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Posted inArts & Culture

His Majestie’s Clerkes and the Orpheus Band

Heinrich Schutz (1585-1672) has never been a household name, even though he’s widely acknowledged by musicologists as the greatest German composer before Bach. Chief among his innovations were the introduction of Italian madrigal styles to northern countries and the use of German texts instead of Latin ones in liturgical music. Schutz almost didn’t become a […]

Posted inNews & Politics

You’re the Boss

To the editors: Thank you for creating a greater awareness of the intimidation and harassment by our own government towards civil rights activists like Jeanne Bishop [April 10]. Americans should be outraged that the U.S. government freely violates our Constitutional rights in order to serve the political agenda of foreign governments. There are many activists […]

Posted inArts & Culture

Victor in Wonderland

LIZARD MUSIC Lifeline Theatre There used to be a street entertainer, an old man, who worked Chicago’s neighborhoods with trained chickens. He seemed sort of a cross between Uncle Remus and Dr. Lao–bizarre, a little pathetic, yet also hilarious and magical. He wore baggy, beat-up old clothes and a floppy hat, and around his neck […]

Posted inArts & Culture

Milly’s Orchid Show

The opera world was shocked when Aristotle Onassis dumped Maria Callas for Jackie Kennedy–but not half as shocked as Callas herself might be to learn of her illegitimate daughter “Dagmar Onassis,” who’s existed for a decade now in the person of actor-dancer-singer John Kelly. Kelly, who blends Bizet and Bellini with Monteverdi and Mahler (not […]

Posted inArts & Culture

Double Feature

DOUBLE FEATURE Theatre M and Diamondback Theater at Stage Left Theatre One can draw many facile comparisons between Quincy Long’s The Johnstown Vindicator and David Mamet’s Squirrels, which are playing together at Stage Left under the heading “Double Feature.” Squirrels is a dissection of uninspired writing, while The Johnstown Vindicator is an example of it. […]

Posted inArts & Culture

Locked Up in Time

A fascinating German documentary by Sybille Schonemann about her return to the East German penitentiary where she spent a year as a political prisoner before Germany’s reunification. In addition to restaging portions of her own arrest and incarceration, she films her confrontations with the officials who brought unspecified charges against her, the secret police who […]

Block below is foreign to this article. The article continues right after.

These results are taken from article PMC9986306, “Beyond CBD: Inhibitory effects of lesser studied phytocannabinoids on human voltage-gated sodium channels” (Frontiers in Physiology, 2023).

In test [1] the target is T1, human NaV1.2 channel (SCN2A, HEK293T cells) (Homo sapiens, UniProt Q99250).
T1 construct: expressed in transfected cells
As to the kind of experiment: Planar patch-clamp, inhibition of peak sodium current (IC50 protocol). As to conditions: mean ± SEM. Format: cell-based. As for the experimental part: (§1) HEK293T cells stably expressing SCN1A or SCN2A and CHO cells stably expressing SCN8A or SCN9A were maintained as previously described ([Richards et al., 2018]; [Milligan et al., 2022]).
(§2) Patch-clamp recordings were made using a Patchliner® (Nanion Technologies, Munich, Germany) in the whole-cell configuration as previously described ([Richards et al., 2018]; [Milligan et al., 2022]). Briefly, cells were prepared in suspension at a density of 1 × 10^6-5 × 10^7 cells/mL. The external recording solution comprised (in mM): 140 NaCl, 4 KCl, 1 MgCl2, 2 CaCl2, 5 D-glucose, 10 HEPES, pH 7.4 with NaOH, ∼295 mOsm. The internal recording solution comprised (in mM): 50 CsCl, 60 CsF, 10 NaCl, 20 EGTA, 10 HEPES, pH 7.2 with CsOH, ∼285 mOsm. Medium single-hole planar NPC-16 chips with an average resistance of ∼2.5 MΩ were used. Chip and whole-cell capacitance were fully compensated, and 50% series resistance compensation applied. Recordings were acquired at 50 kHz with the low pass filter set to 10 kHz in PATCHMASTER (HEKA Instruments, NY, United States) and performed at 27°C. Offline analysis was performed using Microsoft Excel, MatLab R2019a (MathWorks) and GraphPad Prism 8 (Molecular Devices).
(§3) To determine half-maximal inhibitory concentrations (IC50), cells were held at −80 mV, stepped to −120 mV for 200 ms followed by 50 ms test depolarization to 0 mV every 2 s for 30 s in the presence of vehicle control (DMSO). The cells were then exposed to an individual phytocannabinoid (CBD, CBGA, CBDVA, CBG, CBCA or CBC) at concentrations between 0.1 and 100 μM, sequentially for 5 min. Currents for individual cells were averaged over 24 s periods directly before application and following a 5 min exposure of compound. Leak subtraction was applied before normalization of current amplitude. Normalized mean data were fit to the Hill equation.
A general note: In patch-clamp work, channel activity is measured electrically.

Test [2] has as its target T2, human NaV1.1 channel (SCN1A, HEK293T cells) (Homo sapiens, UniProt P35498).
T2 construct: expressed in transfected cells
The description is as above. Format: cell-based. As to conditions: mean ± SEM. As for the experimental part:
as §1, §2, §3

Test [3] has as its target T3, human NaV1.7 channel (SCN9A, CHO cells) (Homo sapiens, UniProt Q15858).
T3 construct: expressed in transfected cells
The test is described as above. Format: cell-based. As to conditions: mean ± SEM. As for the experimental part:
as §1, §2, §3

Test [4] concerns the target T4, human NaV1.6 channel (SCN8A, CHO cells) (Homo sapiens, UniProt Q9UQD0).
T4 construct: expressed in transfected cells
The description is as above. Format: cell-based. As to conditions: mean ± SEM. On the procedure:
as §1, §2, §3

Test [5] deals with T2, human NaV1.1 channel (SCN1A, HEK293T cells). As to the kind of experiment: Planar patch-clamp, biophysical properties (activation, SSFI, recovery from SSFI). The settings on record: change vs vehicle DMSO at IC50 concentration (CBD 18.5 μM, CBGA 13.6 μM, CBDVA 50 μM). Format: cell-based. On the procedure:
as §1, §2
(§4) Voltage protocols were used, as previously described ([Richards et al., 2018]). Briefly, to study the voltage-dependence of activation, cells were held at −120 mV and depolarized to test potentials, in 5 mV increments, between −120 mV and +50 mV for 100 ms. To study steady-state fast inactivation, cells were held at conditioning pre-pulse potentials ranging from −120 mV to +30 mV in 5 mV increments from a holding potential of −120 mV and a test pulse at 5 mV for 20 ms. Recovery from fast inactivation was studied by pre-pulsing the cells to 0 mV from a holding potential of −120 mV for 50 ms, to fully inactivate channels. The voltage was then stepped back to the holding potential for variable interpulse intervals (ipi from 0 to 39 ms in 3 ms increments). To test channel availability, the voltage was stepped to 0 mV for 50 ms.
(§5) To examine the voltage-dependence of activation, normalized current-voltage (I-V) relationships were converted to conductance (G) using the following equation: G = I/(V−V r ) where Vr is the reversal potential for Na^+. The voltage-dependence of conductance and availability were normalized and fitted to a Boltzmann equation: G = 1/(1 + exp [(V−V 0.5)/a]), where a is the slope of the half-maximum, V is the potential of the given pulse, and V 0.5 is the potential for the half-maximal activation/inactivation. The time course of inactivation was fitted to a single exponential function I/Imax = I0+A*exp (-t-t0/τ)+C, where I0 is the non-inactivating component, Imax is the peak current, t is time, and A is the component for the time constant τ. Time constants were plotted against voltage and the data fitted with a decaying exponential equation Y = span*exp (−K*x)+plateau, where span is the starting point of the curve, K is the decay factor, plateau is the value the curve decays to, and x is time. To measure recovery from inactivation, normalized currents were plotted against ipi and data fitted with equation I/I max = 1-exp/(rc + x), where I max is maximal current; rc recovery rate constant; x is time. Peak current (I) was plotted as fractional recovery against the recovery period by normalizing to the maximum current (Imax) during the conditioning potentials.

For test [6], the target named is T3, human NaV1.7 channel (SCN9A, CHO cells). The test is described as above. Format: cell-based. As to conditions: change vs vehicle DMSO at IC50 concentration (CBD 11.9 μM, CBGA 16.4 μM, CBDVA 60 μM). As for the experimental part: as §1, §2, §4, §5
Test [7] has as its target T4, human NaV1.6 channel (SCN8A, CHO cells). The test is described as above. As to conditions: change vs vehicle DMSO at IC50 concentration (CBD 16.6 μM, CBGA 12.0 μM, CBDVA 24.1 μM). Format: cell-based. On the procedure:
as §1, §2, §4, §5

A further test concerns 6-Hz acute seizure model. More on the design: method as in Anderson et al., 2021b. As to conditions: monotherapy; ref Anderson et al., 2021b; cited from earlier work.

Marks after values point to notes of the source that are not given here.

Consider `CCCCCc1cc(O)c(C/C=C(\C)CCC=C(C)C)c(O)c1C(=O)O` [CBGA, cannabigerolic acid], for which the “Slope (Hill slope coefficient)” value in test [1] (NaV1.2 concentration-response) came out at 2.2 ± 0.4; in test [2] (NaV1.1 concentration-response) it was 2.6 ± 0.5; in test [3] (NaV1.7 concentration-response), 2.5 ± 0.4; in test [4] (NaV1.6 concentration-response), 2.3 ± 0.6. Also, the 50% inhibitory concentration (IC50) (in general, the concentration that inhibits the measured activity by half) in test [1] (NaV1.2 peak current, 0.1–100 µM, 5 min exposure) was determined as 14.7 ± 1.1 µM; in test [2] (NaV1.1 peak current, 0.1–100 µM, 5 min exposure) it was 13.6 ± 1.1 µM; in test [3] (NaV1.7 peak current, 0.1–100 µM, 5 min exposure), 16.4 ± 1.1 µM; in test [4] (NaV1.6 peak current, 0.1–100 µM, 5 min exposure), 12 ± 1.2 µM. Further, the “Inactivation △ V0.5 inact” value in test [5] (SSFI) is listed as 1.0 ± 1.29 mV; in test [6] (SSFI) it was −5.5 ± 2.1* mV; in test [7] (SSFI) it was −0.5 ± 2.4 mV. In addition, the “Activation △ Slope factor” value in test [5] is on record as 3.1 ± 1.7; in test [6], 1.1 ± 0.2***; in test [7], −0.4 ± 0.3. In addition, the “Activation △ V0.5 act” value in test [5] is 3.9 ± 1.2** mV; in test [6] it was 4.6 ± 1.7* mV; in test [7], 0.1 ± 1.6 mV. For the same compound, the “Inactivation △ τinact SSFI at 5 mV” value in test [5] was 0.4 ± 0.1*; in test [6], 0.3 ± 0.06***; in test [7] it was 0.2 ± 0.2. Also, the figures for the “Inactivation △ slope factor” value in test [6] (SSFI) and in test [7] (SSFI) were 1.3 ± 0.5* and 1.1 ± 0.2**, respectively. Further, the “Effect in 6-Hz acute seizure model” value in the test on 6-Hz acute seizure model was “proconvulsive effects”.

Posted inArts & Culture

Jackie Mason: Brand New

The stage of the Shubert Theatre is laid out like a television news studio for Jackie Mason’s new one-man show–desks, chairs, elaborately schlocky “JM” logos on the walls, and big and little TV monitors everywhere. The stocky, shock-haired Mason comes on and, for a couple of hilarious hours, pointedly ignores these trappings; preferring instead to […]

Posted inNews & Politics

Dying to Talk

Recently in the Renaissance Room of the Hotel Inter-Continental, several hundred doctors and lawyers gathered to talk about putting patients to death. They also came to share secrets, confess, and grieve. The conference–Physician Assisted Dying: Progress or Peril?, sponsored by the American Society of Law & Medicine–was intended to help these doctors and lawyers evaluate […]

Posted inArts & Culture

Kind Ness

KIND NESS Blind Parrot Productions at the Gallery Ping Chong’s Kind Ness is a sly piece. It’s so harmonious, so funny, so darn entertaining that it’s easy to sit back and mindlessly watch it the way you’d watch a Cubs game from a good seat behind home plate. Then you start to think about what […]

Posted inArts & Culture

The Glass Menagerie/The Last Meeting of the Knights of the White Magnolia

THE GLASS MENAGERIE Black Ensemble THE LAST MEETING OF THE KNIGHTS OF THE WHITE MAGNOLIA Avenue Productions at Avenue Theatre You can take it as a compliment to the universality of Tennessee Williams’s best-known work. In Black Ensemble’s African American version of The Glass Menagerie, Williams’s memory play about a troubled family that can only […]